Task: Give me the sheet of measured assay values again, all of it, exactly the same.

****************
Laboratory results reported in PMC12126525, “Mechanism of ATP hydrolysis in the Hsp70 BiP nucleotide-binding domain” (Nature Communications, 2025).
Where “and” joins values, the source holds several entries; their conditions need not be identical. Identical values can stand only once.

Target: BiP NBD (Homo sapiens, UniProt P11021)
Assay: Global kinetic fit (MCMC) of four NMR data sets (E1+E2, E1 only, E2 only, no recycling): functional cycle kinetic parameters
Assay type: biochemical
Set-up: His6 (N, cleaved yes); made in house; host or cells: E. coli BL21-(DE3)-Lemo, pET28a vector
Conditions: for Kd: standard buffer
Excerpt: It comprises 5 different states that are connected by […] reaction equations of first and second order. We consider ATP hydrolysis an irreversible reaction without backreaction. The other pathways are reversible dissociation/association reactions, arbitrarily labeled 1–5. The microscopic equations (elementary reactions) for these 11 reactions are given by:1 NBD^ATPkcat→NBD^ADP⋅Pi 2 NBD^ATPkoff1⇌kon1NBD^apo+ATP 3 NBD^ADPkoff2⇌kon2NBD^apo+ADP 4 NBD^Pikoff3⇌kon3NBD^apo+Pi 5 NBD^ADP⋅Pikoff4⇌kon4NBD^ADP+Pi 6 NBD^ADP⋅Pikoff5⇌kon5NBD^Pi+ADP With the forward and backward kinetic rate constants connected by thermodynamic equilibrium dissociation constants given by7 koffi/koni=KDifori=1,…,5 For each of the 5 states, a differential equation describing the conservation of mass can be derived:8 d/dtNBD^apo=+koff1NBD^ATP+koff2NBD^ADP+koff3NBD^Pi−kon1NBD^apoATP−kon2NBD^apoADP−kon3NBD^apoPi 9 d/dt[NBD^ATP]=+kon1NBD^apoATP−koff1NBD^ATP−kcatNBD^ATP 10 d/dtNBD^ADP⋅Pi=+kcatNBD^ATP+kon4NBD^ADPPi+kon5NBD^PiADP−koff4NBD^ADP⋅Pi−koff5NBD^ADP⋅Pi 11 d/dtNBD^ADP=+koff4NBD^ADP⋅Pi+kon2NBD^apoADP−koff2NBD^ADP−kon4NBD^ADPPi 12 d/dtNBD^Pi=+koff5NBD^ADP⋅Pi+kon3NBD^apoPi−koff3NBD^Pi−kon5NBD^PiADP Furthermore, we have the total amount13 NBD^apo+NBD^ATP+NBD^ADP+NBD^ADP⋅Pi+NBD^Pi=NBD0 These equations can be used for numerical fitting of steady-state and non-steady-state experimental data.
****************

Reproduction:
Laboratory results reported in PMC12126525, “Mechanism of ATP hydrolysis in the Hsp70 BiP nucleotide-binding domain” (Nature Communications, 2025).
Where “and” joins values, the source holds several entries; their conditions need not be identical. Identical values can stand only once.

Target: BiP NBD (Homo sapiens, UniProt P11021)
Assay: Global kinetic fit (MCMC) of four NMR data sets (E1+E2, E1 only, E2 only, no recycling): functional cycle kinetic parameters
Assay type: biochemical
Set-up: His6 (N, cleaved yes); made in house; host or cells: E. coli BL21-(DE3)-Lemo, pET28a vector
Conditions: for Kd: standard buffer
Excerpt: It comprises 5 different states that are connected by […] reaction equations of first and second order. We consider ATP hydrolysis an irreversible reaction without backreaction. The other pathways are reversible dissociation/association reactions, arbitrarily labeled 1–5. The microscopic equations (elementary reactions) for these 11 reactions are given by:1 NBD^ATPkcat→NBD^ADP⋅Pi 2 NBD^ATPkoff1⇌kon1NBD^apo+ATP 3 NBD^ADPkoff2⇌kon2NBD^apo+ADP 4 NBD^Pikoff3⇌kon3NBD^apo+Pi 5 NBD^ADP⋅Pikoff4⇌kon4NBD^ADP+Pi 6 NBD^ADP⋅Pikoff5⇌kon5NBD^Pi+ADP With the forward and backward kinetic rate constants connected by thermodynamic equilibrium dissociation constants given by7 koffi/koni=KDifori=1,…,5 For each of the 5 states, a differential equation describing the conservation of mass can be derived:8 d/dtNBD^apo=+koff1NBD^ATP+koff2NBD^ADP+koff3NBD^Pi−kon1NBD^apoATP−kon2NBD^apoADP−kon3NBD^apoPi 9 d/dt[NBD^ATP]=+kon1NBD^apoATP−koff1NBD^ATP−kcatNBD^ATP 10 d/dtNBD^ADP⋅Pi=+kcatNBD^ATP+kon4NBD^ADPPi+kon5NBD^PiADP−koff4NBD^ADP⋅Pi−koff5NBD^ADP⋅Pi 11 d/dtNBD^ADP=+koff4NBD^ADP⋅Pi+kon2NBD^apoADP−koff2NBD^ADP−kon4NBD^ADPPi 12 d/dtNBD^Pi=+koff5NBD^ADP⋅Pi+kon3NBD^apoPi−koff3NBD^Pi−kon5NBD^PiADP Furthermore, we have the total amount13 NBD^apo+NBD^ATP+NBD^ADP+NBD^ADP⋅Pi+NBD^Pi=NBD0 These equations can be used for numerical fitting of steady-state and non-steady-state experimental data.